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Beverly McLachlin, Chief Justice of the Supreme Court of Canada. (File Photo) (FRED CHARTRAND/THE CANADIAN PRESS)
Beverly McLachlin, Chief Justice of the Supreme Court of Canada. (File Photo) (FRED CHARTRAND/THE CANADIAN PRESS)

Globe editorial

Supreme Court offers needed clarity on native land claims Add to ...

The Supreme Court of Canada’s aboriginal-title judgment on Thursday is a balanced decision about the balancing of interests. It should not stifle economic development in British Columbia, or anywhere else in Canada. Nor does it necessarily doom the Northern Gateway pipeline project.

The Tsilhqot’in Nation are the first native community in Canada to achieve judicial recognition of aboriginal title – a kind of group ownership of land in the absence of any treaty with the federal Crown.

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Chief Justice Beverley McLachlin and her colleagues have now given greater elaboration to the reasoning in the Delgamuukw case of 17 years ago – in which Antonio Lamer, the former chief justice, wrote that aboriginal title is compatible with economic development, including mining, hydroelectric power, the building of infrastructure and the “general economic development of the interior” of B.C. Pipelines were not mentioned in that passage, but similar considerations apply.

The Supreme Court has now contributed greater definition to the criteria for establishing that a native community has aboriginal title: sufficiency of use, continuousness and exclusivity. For example, if a group of bands has hunted, fished, gathered and lived in an area since before the time that a European government – British or French – asserted its sovereignty, that is a continuous use.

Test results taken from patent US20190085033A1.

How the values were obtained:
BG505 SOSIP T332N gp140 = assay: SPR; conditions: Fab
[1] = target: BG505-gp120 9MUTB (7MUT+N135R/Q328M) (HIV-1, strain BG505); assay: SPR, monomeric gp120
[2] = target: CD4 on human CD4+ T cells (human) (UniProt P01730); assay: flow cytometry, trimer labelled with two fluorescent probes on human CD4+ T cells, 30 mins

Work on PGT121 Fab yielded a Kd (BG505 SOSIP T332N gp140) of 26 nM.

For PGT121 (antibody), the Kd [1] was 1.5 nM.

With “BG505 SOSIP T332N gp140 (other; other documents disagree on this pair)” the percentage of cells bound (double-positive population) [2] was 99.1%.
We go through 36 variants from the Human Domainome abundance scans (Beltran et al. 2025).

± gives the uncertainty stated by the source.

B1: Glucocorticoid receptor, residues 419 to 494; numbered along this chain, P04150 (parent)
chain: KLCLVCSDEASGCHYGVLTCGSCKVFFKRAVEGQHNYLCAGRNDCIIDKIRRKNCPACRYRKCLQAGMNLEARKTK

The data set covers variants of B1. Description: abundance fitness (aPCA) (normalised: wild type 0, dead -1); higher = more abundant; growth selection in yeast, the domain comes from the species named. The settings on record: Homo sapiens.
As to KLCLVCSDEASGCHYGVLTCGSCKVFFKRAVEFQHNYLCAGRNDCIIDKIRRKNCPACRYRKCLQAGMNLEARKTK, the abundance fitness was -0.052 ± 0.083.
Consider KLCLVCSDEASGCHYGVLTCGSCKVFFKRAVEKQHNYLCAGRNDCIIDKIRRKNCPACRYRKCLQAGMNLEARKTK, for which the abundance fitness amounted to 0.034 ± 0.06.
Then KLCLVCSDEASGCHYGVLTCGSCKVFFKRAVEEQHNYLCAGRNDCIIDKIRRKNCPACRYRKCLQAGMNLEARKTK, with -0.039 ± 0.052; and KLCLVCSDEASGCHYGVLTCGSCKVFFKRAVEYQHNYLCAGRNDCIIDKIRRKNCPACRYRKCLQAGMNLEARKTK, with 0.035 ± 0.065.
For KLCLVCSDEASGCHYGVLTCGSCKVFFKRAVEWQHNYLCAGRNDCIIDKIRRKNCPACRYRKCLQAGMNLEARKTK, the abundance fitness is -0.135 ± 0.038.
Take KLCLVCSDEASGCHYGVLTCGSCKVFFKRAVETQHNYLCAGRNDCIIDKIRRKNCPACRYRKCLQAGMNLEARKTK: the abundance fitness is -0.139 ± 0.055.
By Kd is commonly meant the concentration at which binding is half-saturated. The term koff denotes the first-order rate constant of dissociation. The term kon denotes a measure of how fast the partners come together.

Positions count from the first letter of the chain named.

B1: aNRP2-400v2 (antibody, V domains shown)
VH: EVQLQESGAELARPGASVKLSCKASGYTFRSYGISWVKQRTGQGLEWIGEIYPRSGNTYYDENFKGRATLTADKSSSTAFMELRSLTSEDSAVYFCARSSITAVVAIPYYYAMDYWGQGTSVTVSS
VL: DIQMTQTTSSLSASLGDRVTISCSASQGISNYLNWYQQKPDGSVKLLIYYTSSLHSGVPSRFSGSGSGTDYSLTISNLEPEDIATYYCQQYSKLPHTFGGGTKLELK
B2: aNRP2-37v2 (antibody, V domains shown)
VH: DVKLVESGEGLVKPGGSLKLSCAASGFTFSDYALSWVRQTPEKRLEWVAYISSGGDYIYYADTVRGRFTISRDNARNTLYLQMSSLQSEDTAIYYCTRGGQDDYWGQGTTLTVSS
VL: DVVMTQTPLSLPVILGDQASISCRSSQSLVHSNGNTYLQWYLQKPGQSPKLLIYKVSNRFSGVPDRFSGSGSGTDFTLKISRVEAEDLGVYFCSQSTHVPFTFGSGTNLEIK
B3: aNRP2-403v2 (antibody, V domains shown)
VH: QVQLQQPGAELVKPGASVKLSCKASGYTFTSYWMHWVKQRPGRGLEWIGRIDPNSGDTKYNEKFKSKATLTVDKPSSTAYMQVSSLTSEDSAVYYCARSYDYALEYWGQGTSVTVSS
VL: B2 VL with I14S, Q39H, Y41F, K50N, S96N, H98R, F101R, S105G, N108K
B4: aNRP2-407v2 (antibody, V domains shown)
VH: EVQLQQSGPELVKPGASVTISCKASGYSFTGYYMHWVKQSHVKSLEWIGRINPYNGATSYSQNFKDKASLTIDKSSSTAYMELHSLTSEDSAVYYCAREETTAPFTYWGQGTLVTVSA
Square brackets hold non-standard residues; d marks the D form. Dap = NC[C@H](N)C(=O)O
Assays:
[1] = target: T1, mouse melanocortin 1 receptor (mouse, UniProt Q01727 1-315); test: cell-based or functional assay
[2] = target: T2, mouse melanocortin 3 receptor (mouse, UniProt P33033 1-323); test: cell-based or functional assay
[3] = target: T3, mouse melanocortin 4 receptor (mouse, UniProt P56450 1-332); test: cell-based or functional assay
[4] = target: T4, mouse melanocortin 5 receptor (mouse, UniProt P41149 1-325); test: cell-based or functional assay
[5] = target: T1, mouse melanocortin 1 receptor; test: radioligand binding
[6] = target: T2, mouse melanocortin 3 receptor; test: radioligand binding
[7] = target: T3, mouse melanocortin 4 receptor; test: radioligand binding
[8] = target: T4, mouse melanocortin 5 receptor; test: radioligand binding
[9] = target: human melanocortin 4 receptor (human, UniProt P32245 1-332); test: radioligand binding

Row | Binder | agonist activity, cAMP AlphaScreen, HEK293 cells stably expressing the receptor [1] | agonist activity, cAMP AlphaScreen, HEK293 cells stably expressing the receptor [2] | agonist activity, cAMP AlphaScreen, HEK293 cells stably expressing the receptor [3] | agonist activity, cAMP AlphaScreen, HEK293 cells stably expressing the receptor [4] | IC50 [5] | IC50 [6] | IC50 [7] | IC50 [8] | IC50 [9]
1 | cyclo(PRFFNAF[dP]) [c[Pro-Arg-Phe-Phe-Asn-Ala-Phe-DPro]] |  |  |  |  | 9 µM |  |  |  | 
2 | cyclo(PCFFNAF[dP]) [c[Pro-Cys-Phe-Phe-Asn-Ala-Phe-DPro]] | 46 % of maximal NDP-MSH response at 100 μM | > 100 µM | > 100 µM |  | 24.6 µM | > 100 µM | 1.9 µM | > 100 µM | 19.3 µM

But once an instance of aboriginal title is recognized and its geographic boundaries set, the Crown does not simply disappear. There can still be an “incursion” or an “infringement” if it is justified by a “compelling and substantial public purpose” – and Chief Justice Lamer’s words show that those public purposes include private-enterprise projects of economic development. In other words, aboriginal title for many treaty-less groups absolutely exists – and yet control over the land conferred by title is not absolute.

The complexity of the law, and the fact that these broad principles must be applied on a case-by-case basis, mean that lawyers will flourish for years to come. The Tsilhqot’in case offers a template for resolving hundreds of native land claims, particularly in B.C. All parties now have a much better sense of the law. It is to be hoped that, having been given this roadmap, native groups and governments will use it to negotiate rather than litigating. Don’t count on it, though.

 

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